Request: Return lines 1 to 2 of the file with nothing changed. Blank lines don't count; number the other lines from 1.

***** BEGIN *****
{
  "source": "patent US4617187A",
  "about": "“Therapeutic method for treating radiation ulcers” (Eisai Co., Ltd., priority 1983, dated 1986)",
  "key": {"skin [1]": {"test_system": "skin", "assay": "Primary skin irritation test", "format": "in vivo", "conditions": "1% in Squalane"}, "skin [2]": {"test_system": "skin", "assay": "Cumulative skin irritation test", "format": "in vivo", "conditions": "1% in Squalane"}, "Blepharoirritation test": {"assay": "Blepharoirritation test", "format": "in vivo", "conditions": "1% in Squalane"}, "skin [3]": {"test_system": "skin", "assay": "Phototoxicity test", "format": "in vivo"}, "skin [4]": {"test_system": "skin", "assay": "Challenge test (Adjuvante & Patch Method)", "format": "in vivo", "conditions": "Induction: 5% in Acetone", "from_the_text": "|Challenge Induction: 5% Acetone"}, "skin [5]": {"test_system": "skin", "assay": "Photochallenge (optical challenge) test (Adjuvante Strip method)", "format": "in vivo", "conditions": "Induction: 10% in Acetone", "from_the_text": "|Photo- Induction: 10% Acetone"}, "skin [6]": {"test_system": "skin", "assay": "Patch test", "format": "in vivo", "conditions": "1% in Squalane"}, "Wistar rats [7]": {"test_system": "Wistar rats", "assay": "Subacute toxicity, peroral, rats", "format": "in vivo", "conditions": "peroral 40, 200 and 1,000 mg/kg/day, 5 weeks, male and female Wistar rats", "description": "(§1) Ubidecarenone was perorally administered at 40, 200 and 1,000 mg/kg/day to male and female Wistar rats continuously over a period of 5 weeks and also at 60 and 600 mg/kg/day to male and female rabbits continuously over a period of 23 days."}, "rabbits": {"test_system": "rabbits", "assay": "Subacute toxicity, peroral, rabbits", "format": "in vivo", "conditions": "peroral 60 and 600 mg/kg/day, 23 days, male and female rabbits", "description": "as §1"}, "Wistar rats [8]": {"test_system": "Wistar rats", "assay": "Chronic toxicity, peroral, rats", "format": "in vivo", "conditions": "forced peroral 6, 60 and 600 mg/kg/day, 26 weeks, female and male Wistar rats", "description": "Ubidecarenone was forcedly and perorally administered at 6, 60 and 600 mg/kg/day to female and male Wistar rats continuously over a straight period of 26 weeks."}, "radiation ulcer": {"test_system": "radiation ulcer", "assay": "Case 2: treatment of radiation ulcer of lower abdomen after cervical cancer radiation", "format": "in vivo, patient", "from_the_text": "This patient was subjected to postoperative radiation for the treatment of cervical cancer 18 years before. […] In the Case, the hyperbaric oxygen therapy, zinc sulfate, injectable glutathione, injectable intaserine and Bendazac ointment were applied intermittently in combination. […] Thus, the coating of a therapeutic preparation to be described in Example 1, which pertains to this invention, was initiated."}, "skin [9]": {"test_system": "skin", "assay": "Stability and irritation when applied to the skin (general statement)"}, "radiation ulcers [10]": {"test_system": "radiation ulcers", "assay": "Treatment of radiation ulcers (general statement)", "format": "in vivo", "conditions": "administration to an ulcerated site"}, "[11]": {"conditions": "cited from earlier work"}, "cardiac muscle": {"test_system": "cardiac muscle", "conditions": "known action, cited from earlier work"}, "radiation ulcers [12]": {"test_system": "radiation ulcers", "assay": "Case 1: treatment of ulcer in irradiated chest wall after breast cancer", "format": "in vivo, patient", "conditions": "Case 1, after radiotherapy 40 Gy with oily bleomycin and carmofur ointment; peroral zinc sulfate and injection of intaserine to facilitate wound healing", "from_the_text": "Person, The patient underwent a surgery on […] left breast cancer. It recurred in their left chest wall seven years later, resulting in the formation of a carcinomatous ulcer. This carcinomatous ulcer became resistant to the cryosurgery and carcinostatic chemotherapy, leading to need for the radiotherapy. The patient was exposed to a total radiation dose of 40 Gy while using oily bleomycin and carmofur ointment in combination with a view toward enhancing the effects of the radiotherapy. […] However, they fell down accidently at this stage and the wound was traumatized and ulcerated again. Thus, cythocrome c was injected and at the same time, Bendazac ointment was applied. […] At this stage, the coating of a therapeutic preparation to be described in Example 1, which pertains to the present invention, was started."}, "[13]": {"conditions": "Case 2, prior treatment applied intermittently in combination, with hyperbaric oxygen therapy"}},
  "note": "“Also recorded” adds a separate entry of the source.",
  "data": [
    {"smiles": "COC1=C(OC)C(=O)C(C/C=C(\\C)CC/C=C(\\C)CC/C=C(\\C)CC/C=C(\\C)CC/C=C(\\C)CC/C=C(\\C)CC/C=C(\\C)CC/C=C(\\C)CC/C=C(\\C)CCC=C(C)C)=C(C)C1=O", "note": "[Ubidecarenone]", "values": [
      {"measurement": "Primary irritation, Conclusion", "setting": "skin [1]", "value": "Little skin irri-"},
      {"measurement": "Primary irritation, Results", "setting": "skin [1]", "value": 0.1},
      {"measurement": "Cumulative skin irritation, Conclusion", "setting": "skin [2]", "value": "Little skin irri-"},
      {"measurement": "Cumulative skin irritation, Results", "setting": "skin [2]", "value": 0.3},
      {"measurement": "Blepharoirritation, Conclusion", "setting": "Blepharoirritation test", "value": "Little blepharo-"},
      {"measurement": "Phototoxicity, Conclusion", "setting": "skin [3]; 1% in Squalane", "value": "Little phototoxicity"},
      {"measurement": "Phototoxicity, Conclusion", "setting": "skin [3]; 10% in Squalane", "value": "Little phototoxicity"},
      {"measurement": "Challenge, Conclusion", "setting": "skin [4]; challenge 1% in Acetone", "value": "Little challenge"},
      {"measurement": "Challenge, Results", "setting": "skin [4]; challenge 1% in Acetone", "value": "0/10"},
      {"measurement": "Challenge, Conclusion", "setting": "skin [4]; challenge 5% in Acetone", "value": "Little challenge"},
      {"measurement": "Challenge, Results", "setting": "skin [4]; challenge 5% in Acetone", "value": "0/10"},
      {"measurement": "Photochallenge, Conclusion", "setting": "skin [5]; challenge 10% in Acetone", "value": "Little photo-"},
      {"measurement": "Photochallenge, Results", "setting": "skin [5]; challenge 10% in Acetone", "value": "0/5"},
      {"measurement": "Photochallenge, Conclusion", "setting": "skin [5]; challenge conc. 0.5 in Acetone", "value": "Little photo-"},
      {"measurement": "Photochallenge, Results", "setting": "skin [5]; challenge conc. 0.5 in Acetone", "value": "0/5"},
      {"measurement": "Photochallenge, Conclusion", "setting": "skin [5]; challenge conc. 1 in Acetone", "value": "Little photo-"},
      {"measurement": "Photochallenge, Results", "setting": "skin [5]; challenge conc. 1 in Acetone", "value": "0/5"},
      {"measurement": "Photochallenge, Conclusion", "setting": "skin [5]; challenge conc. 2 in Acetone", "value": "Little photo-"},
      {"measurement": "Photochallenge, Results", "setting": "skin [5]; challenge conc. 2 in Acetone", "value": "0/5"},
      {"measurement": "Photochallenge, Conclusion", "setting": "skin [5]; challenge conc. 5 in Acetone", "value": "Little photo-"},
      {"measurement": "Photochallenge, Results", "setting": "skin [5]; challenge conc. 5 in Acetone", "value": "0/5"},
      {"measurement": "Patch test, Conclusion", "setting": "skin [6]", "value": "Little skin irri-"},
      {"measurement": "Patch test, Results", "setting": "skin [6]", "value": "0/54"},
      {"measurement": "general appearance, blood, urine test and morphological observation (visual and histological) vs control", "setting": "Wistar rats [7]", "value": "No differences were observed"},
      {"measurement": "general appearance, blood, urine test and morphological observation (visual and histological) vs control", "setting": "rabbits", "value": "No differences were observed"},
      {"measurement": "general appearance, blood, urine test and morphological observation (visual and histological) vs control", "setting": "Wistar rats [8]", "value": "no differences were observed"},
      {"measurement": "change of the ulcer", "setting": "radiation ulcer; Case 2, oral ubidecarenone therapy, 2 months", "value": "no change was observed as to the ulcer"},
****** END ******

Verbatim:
{
  "source": "patent US4617187A",